thermally-degradable zonal isolation

    materials (TZIM) and associated


     Test single-well tracers,

     Confirm EGS reservoir viability through a flow-back test of the injected water,

     Drill one or two production wells to intersect the EGS reservoir (scheduled for

    2013), and

     Using well NWG 55-29 as the injector, demonstrate EGS viability through a three-

    month circulation test.

    The stimulation of NWG 55-29 began October 17,

    2012 and injection ended December 7, 2012,

    achieving the first two goals. This paper focuses on

    the microseismic monitoring and results. See Petty et

    al. (2013) in this volume for more details related to

    flow rate, injectivity improvements, and temperature



    AltaRock uses the term hydroshearing (Cladouhos et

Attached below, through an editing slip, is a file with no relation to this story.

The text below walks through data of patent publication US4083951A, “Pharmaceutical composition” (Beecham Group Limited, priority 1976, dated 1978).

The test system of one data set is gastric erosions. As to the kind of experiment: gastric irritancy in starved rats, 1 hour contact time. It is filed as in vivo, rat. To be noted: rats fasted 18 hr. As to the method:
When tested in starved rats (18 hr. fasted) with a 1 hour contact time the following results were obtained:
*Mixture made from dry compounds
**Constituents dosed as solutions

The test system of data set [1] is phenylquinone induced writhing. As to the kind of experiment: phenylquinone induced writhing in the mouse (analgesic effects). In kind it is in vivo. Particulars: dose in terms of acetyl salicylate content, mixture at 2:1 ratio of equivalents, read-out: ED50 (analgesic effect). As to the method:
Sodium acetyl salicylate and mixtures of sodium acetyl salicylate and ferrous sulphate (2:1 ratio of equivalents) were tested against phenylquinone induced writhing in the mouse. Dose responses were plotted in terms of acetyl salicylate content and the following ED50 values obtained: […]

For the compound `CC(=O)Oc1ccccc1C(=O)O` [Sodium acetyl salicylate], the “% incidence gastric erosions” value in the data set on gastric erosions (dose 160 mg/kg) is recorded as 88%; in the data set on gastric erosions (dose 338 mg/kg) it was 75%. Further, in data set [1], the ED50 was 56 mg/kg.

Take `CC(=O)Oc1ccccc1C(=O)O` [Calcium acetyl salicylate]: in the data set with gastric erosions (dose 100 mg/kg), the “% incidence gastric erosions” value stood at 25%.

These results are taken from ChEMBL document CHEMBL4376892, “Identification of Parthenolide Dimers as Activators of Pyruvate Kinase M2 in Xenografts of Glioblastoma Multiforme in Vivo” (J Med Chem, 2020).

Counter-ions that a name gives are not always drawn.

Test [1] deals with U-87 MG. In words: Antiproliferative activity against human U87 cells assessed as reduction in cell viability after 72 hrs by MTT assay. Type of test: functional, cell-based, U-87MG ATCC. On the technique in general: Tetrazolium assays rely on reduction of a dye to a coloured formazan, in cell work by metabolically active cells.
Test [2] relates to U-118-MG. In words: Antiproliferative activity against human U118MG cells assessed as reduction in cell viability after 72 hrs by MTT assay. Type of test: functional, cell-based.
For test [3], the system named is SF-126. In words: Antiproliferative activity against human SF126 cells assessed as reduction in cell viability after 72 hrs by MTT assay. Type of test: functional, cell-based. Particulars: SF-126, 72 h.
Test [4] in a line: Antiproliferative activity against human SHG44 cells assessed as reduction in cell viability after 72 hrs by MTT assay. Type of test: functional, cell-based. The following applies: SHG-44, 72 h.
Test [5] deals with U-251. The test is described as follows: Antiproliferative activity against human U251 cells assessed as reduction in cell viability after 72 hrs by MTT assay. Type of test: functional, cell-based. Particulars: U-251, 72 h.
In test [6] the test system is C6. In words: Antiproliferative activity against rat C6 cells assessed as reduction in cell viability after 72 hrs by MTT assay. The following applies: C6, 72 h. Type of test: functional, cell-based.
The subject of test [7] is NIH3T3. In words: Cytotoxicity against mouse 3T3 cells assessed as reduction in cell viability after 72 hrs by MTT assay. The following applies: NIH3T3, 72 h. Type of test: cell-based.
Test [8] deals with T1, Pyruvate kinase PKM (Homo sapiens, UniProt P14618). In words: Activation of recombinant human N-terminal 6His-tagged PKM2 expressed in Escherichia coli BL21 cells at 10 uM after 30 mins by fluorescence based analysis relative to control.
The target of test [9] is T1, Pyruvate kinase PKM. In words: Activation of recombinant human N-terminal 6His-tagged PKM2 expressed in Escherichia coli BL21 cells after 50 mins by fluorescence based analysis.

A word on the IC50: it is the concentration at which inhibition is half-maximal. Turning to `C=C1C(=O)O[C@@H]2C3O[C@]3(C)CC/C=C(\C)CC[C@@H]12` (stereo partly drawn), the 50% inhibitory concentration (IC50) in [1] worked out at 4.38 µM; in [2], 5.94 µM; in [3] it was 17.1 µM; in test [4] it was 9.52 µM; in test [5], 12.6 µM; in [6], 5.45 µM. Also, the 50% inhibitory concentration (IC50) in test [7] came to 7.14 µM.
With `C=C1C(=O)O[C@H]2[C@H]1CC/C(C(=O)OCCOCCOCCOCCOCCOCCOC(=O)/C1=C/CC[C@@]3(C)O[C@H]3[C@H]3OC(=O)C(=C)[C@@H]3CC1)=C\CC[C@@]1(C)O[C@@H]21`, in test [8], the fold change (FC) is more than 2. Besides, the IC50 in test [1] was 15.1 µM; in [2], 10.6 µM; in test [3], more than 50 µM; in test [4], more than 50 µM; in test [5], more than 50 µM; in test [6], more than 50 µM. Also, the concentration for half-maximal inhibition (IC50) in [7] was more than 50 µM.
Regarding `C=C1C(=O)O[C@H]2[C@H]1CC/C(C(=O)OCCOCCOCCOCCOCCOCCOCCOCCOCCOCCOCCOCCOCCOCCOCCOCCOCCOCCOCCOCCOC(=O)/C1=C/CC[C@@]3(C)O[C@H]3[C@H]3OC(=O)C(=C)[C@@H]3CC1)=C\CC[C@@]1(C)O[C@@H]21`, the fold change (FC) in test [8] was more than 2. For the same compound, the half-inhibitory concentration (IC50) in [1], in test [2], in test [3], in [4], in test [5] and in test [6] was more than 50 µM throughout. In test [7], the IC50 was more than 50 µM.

al., 2009) to describe the process of injecting water at

    moderate pressure, below the minimum principle

    stress (Shmin), to cause existing fractures to dilate and

    slip in shear. A byproduct of shear‐slip is the generation of seismic waves that can be used to map

    fracture location and size. In contrast, tensional

    fracturing, or hydrofracking, commonly used in the

    oil and gas industry requires fluid pressures well

    above Shmin. Permeability enhancement occurs at


  • lower fluid pressures during hydroshearing because

    hydroshearing relies on displacement along

    preexisting fractures, as opposed to hydrofracking